I have had this conversation many times with many friends, colleagues, co-workers, fellow staff, and regular posters who make such claims. The conversation always stops dead when I ask, "Did you STOP getting infected immediately after switching to Firefox? Or did it take awhile?" When I get to ask in person, the looks are hilarious.

Here's my opinion on that - most Firefox users switched to FF because they were afraid of IE - and NOT because they were getting infected - great timing, and being pushed along by a brilliant Mosaic marketing team effectively selling IE's faults set the exaggerated rumors in motion. That's not to say the threats and bad guys are not real - for surely they are and we must be vigilant. But we have more than one choice.

FF is a good browser, and I like it, having my roots back in Netscape days (where I first got hooked on tabbed browsing). But I like IE7 better (and 8 looks promising). But that's my opinion.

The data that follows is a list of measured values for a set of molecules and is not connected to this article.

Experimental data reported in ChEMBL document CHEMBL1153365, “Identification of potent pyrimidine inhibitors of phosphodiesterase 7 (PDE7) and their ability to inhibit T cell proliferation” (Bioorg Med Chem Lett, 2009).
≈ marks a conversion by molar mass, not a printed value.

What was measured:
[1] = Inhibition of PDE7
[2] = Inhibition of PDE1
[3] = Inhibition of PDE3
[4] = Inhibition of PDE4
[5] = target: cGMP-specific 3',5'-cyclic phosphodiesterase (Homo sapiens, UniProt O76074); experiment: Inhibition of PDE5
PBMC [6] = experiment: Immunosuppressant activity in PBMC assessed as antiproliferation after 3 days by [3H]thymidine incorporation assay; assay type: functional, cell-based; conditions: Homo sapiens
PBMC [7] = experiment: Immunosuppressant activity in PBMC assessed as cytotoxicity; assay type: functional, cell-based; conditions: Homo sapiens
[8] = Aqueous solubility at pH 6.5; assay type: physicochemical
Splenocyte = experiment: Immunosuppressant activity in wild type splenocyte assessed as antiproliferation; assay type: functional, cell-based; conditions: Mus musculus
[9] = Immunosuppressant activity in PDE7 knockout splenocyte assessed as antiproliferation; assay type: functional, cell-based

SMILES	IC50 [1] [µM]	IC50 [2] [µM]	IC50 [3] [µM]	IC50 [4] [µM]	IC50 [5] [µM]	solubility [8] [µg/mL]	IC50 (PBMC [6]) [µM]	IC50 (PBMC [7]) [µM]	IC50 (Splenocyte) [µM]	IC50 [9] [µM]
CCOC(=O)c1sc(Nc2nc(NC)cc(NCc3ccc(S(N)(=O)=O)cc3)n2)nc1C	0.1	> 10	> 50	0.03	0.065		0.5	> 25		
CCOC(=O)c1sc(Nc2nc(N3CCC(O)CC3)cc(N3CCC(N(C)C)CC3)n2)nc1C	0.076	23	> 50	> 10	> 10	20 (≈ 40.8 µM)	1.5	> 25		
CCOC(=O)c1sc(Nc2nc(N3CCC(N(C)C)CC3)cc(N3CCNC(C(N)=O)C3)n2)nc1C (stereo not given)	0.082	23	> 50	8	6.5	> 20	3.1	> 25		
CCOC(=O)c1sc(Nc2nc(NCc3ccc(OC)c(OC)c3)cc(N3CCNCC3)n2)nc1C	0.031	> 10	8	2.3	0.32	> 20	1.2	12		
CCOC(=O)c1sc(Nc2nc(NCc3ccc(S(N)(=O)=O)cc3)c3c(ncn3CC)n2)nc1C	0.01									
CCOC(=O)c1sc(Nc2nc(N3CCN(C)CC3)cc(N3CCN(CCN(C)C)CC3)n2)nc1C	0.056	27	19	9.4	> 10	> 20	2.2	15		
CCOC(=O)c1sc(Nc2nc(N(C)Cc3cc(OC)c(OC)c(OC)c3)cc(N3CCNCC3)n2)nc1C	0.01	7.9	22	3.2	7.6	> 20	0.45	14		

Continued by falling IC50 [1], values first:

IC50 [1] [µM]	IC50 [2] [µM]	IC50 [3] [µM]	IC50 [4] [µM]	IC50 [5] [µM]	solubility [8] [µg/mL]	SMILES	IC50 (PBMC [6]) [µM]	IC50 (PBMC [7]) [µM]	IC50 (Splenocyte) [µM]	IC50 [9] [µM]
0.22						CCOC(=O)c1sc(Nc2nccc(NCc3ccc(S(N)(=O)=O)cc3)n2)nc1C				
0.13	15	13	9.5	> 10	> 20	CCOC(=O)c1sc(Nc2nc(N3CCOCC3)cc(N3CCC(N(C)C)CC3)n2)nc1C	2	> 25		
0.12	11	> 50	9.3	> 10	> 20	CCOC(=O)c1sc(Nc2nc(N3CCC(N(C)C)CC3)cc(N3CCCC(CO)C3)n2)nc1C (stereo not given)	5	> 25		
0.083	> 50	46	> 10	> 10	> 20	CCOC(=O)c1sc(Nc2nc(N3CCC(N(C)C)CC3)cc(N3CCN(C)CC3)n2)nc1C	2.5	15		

The facts are as FF gains marketing share, so too does it gain the attention of badguys looking to exploit its faults. FF has quite a few too, with new ones discovered all the time. If you (speaking to everybody) practice safe computing, that is, you keep your systems patched and updated, scanned and monitored with updated real-time anti-malware, blocked behind a firewall, attachments and downloads are scanned before opening, you don't click on unsolicited links, and you avoid sites badguys are known to wallow in (porn, gambling, P2P that allow illegal filesharing of copyrighted materials), then it does not matter what browser you use.